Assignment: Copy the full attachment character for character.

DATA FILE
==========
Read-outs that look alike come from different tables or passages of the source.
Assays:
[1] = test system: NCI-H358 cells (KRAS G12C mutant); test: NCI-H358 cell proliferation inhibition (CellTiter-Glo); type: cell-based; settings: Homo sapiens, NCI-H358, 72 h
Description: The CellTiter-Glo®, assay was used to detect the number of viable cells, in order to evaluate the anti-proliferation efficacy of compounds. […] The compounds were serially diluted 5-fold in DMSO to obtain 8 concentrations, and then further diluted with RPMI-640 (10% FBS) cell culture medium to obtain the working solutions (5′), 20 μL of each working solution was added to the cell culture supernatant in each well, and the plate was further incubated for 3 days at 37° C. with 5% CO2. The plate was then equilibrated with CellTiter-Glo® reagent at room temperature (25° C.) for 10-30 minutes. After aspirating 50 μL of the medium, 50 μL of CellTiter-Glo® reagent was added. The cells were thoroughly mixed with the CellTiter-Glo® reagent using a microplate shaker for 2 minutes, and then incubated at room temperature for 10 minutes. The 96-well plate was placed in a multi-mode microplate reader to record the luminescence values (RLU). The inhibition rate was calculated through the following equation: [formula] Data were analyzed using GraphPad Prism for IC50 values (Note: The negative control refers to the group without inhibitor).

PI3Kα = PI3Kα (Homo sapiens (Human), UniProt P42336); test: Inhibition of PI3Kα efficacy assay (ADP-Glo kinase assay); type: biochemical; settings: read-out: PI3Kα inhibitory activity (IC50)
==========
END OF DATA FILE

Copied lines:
Read-outs that look alike come from different tables or passages of the source.
Assays:
[1] = test system: NCI-H358 cells (KRAS G12C mutant); test: NCI-H358 cell proliferation inhibition (CellTiter-Glo); type: cell-based; settings: Homo sapiens, NCI-H358, 72 h
Description: The CellTiter-Glo®, assay was used to detect the number of viable cells, in order to evaluate the anti-proliferation efficacy of compounds. […] The compounds were serially diluted 5-fold in DMSO to obtain 8 concentrations, and then further diluted with RPMI-640 (10% FBS) cell culture medium to obtain the working solutions (5′), 20 μL of each working solution was added to the cell culture supernatant in each well, and the plate was further incubated for 3 days at 37° C. with 5% CO2. The plate was then equilibrated with CellTiter-Glo® reagent at room temperature (25° C.) for 10-30 minutes. After aspirating 50 μL of the medium, 50 μL of CellTiter-Glo® reagent was added. The cells were thoroughly mixed with the CellTiter-Glo® reagent using a microplate shaker for 2 minutes, and then incubated at room temperature for 10 minutes. The 96-well plate was placed in a multi-mode microplate reader to record the luminescence values (RLU). The inhibition rate was calculated through the following equation: [formula] Data were analyzed using GraphPad Prism for IC50 values (Note: The negative control refers to the group without inhibitor).

PI3Kα = PI3Kα (Homo sapiens (Human), UniProt P42336); test: Inhibition of PI3Kα efficacy assay (ADP-Glo kinase assay); type: biochemical; settings: read-out: PI3Kα inhibitory activity (IC50)